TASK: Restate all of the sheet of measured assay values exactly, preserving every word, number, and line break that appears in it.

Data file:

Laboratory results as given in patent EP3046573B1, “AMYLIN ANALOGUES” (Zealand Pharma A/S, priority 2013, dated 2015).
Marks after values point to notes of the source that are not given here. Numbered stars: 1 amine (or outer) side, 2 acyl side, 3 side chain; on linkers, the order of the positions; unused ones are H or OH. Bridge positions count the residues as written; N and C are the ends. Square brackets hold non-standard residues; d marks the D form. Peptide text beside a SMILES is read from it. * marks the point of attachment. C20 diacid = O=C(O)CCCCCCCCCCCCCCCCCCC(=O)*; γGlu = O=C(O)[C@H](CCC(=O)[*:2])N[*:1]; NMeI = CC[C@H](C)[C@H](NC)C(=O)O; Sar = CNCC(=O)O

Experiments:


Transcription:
Laboratory results as given in patent EP3046573B1, “AMYLIN ANALOGUES” (Zealand Pharma A/S, priority 2013, dated 2015).
Marks after values point to notes of the source that are not given here. Numbered stars: 1 amine (or outer) side, 2 acyl side, 3 side chain; on linkers, the order of the positions; unused ones are H or OH. Bridge positions count the residues as written; N and C are the ends. Square brackets hold non-standard residues; d marks the D form. Peptide text beside a SMILES is read from it. * marks the point of attachment. C20 diacid = O=C(O)CCCCCCCCCCCCCCCCCCC(=O)*; γGlu = O=C(O)[C@H](CCC(=O)[*:2])N[*:1]; NMeI = CC[C@H](C)[C@H](NC)C(=O)O; Sar = CNCC(=O)O

Experiments: